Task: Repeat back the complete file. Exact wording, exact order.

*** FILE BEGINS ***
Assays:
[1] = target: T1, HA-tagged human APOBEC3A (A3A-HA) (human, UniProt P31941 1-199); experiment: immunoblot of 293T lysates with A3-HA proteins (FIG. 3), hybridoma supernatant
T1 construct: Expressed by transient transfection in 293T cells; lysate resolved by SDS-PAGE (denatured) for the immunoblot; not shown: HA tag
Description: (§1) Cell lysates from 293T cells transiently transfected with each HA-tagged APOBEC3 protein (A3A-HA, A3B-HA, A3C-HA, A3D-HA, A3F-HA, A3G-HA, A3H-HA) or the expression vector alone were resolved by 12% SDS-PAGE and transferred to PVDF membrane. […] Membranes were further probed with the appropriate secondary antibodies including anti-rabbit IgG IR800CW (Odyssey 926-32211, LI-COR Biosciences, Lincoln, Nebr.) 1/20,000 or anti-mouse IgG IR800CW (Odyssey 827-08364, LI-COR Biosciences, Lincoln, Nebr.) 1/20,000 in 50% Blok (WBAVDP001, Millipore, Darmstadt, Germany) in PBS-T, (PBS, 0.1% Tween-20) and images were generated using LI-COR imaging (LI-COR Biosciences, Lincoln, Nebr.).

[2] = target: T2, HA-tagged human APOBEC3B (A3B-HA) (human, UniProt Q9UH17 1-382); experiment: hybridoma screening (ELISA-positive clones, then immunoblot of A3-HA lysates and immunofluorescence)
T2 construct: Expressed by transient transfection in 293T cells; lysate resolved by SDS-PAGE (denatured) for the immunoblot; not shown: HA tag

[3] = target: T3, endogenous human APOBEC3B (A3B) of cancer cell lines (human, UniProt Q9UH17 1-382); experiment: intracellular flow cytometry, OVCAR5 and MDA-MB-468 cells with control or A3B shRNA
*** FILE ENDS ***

Assays:
[1] = target: T1, HA-tagged human APOBEC3A (A3A-HA) (human, UniProt P31941 1-199); experiment: immunoblot of 293T lysates with A3-HA proteins (FIG. 3), hybridoma supernatant
T1 construct: Expressed by transient transfection in 293T cells; lysate resolved by SDS-PAGE (denatured) for the immunoblot; not shown: HA tag
Description: (§1) Cell lysates from 293T cells transiently transfected with each HA-tagged APOBEC3 protein (A3A-HA, A3B-HA, A3C-HA, A3D-HA, A3F-HA, A3G-HA, A3H-HA) or the expression vector alone were resolved by 12% SDS-PAGE and transferred to PVDF membrane. […] Membranes were further probed with the appropriate secondary antibodies including anti-rabbit IgG IR800CW (Odyssey 926-32211, LI-COR Biosciences, Lincoln, Nebr.) 1/20,000 or anti-mouse IgG IR800CW (Odyssey 827-08364, LI-COR Biosciences, Lincoln, Nebr.) 1/20,000 in 50% Blok (WBAVDP001, Millipore, Darmstadt, Germany) in PBS-T, (PBS, 0.1% Tween-20) and images were generated using LI-COR imaging (LI-COR Biosciences, Lincoln, Nebr.).

[2] = target: T2, HA-tagged human APOBEC3B (A3B-HA) (human, UniProt Q9UH17 1-382); experiment: hybridoma screening (ELISA-positive clones, then immunoblot of A3-HA lysates and immunofluorescence)
T2 construct: Expressed by transient transfection in 293T cells; lysate resolved by SDS-PAGE (denatured) for the immunoblot; not shown: HA tag

[3] = target: T3, endogenous human APOBEC3B (A3B) of cancer cell lines (human, UniProt Q9UH17 1-382); experiment: intracellular flow cytometry, OVCAR5 and MDA-MB-468 cells with control or A3B shRNA